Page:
guidance of and assistance with my research. I also would like to thank Dr. Shashi Phoha for her

    comments and contributions to this thesis. My thanks also go out to my honors advisors while at Penn

    State, Drs. Ali Hurson and Chita Das. I apologize for the headaches that I’m sure I’ve caused all of you,

    and I am indebted to each of you for your help.

    Also, thanks here have to go out to my parents. I wouldn’t have made it here without you. Thanks

    for everything.

    The work for this thesis was sponsored by the Defense Advance Research Projects Agency (DARPA),

    and administered by the Army Research Office under Emergent Surveillance Plexus MURI Award No.

    DAAD19-01-1-0504. Any opinions, findings, and conclusions or recommendations expressed in this pub-

    lication are those of the authors and do not necessarily reflect the views of the sponsoring agencies.

    v

  • Abstract

    The viability of a multi-device control language is largely reliant on its ability to satisfy certain

    general requirements, such as being able to directly interface with the underlying hardware, possessing

    a sufficiently high level of abstraction to allow complex control structures, being platform independent,

    supporting concurrent operation, and possessing formal, provable characteristics. Under the ONR-funded

    research program on Ocean SAmpling MObile Networks (SAMON), C3L was designed as a program-

    ming language which would satisfy these and other requirements. The current version of C3L was defined

    under the ESP MURI prgram, as a device-oriented decision and control language that possesses useful

    formal characteristics. This thesis presents the complete formal operational semantics for the C3L lan-

    guage. The semantics are demonstrated in proofs of characteristics of the C3L language, including event

    fairness and prefix-closed controllability. Also presented are a discussion of the static analyses used to

    ensure that the semantics are properly followed in the language, and an application demo using the C3L

    language. The application demo consists of an analysis of a locality-based cluster head election algorithm

    implemented in C3L, and a statistical analysis of the results generated by the algorithm.

    Key Words: Programming language semantics, operational semantics, multi-device control, control

    theory

  • Chapter 1

    Introduction

    The problem of dynamic command and control in multiple device systems is an extremely complex one,

    incorporating issues of inter-device communication, group formation, and modeling of environments and

    devices, among other issues. C3L (Command Control Communications Language) represents an attempt

    to develop a programming language particularly suited to this problem domain.

    The original goal of C3L development was to create a language for command and control of multiple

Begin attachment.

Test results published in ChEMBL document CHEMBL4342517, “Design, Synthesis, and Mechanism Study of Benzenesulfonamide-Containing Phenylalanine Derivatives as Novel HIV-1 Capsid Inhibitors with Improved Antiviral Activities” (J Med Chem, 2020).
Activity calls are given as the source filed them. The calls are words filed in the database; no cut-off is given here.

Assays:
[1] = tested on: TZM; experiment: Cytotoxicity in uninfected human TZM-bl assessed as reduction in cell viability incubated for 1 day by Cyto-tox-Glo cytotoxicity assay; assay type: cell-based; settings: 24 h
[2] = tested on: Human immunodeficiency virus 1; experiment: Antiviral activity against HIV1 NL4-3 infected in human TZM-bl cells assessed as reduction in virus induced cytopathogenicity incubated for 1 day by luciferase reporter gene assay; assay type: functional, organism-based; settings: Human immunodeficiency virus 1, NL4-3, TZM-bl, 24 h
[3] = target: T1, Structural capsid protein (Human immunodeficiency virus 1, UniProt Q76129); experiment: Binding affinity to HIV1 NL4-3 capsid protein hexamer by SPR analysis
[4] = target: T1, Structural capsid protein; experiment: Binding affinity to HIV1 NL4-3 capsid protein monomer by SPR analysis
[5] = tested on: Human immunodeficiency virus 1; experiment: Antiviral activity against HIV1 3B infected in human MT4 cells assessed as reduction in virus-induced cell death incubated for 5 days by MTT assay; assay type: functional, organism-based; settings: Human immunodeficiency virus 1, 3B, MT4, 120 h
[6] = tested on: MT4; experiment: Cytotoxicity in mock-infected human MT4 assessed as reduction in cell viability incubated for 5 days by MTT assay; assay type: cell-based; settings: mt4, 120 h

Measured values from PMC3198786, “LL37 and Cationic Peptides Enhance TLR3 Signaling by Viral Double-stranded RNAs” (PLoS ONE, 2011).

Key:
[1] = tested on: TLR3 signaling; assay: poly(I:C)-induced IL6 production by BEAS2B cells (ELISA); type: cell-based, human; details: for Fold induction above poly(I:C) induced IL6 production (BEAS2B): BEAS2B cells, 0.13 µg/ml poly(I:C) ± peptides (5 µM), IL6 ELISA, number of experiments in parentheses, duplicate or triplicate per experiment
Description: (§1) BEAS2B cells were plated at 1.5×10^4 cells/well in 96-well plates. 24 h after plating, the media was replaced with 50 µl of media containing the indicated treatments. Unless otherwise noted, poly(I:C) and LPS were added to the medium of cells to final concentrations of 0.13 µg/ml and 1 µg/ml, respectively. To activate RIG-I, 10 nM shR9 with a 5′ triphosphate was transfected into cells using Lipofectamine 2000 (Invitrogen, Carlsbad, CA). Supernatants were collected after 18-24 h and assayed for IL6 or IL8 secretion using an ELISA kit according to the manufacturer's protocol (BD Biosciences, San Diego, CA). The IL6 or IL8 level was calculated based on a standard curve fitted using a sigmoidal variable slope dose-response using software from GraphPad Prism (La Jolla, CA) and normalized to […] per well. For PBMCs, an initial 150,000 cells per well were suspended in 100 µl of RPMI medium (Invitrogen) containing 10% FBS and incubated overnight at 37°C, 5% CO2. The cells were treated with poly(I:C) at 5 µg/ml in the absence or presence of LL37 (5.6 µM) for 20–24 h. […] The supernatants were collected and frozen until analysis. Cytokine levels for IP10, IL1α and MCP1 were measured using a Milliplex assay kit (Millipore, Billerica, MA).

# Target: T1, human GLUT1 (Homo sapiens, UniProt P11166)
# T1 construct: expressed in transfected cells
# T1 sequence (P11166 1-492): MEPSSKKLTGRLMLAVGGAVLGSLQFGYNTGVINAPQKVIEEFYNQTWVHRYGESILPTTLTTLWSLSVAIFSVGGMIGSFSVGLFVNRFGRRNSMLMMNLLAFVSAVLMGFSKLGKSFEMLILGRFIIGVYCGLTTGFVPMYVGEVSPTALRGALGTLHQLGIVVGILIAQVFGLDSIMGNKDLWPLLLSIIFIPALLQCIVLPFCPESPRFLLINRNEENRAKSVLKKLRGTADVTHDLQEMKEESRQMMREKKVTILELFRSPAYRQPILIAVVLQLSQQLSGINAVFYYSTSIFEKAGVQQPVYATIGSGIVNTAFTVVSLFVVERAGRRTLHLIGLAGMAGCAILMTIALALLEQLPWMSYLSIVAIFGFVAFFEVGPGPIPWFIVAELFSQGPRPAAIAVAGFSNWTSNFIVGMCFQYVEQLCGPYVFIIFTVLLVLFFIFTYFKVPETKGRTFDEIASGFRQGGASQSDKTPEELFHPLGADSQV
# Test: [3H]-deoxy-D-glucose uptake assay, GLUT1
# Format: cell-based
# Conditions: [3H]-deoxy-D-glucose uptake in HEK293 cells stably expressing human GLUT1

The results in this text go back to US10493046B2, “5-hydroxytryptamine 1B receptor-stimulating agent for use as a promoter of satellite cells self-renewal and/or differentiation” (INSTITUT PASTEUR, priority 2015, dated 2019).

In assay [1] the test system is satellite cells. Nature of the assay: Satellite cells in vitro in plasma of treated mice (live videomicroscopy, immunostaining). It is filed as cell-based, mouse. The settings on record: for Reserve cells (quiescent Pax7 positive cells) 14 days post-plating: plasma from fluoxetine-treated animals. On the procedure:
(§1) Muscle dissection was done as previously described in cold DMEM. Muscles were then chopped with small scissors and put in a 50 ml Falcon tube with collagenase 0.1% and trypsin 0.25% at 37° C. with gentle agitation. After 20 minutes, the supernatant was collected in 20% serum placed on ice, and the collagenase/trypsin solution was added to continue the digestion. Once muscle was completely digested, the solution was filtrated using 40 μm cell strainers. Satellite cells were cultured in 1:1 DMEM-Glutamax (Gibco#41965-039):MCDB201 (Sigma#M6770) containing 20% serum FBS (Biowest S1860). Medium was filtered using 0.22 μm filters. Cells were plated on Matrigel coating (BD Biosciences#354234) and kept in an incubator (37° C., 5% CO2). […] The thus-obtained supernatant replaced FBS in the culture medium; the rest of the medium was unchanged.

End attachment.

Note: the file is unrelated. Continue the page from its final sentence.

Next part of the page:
unmanned undersea vehicles (UUVs). This line of research was initiated at Penn State ARL in 1997 [1].

    Under the ESP MURI, the language was updated and extended for use in sensor network applications,

    resulting in what is now C3L. This extension of the language was largely completed in late 2003, leading to

    [2]. The specific contributions of this thesis to this line of research are the development and presentation

    of the formal operational semantics for the language, the static analysis and proofs derived from these

    semantics that are presented in this thesis, and the simulation results and validation presented in Section

    6.

    Despite its origins as a robot control language, the variety of applications for which C3L is suited,

    make it more appropriate to consider C3L as a device control language, although it certainly still has very

    clear applications in the robot control domain. Some applications of such a device control language are

    maintenance of dynamic ad hoc networks, agent-based network intrusion detection systems, and traffic

    management systems. Each of these applications, as well as many other applications for which C3L is

    well-suited, can be considered mission critical. In order to have some assurance that devices controlled

    by C3L programs will function correctly in actual use, it is useful to build some formal properties of

    execution into the language itself.

    In order to discuss the formal properties of a program written in a given programming language,

    one must use the semantics of the language. The semantics of a programming language, loosely, are a

    1

  • set of formal mathematical rules that describe the meaning of a program written in the language. The

    semantics of a langu